Prediction of rear-end conflict frequency using multiple-location traffic parameters

Traffic conflicts are heavily correlated with traffic collisions and may provide insightful information on the failure mechanism and factors that contribute more towards a collision. Although proactive traffic management systems have been supported heavily in the research community, and autonomous vehicles (AVs) are soon to become a reality, analyses are concentrated on very specific environments using aggregated data. This study aims at investigating –for the first time- rear-end conflict frequency in an urban network level using vehicle-to-vehicle interactions and at correlating frequency with the corresponding network traffic state. The Time-To-Collision (TTC) and Deceleration Rate to Avoid Crash (DRAC) metrics are utilized to estimate conflict frequency on the current network situation, as well as on scenarios including AV characteristics. Three critical conflict points are defined, according to TTC and DRAC thresholds. After extracting conflicts, data are fitted into Zero-inflated and also traditional Negative Binomial models, as well as quasi-Poisson models, while controlling for endogeneity, in order to investigate contributory factors of conflict frequency. Results demonstrate that conflict counts are significantly higher in congested traffic and that high variations in speed increase conflicts. Nevertheless, a comparison with simulated AV traffic and the use of more surrogate safety indicators could provide more insight into the relationship between traffic state and traffic conflicts in the near future.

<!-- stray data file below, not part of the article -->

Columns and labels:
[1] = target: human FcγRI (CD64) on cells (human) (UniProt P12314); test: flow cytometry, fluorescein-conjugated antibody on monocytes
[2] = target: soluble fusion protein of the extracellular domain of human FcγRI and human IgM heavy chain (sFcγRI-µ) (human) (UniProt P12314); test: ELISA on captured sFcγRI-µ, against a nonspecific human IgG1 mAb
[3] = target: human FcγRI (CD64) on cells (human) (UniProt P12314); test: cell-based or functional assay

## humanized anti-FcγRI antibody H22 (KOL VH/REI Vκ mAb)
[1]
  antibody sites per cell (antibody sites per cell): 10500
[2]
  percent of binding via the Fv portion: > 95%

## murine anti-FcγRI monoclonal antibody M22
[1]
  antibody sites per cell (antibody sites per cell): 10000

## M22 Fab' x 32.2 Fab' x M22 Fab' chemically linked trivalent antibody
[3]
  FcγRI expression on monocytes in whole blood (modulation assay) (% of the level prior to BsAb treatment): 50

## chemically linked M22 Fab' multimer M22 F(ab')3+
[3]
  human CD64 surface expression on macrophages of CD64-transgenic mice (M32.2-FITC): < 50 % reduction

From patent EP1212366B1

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  • Accession Number: 01765949
  • Record Type: Publication
  • Files: TRIS
  • Created Date: Feb 10 2021 3:54PM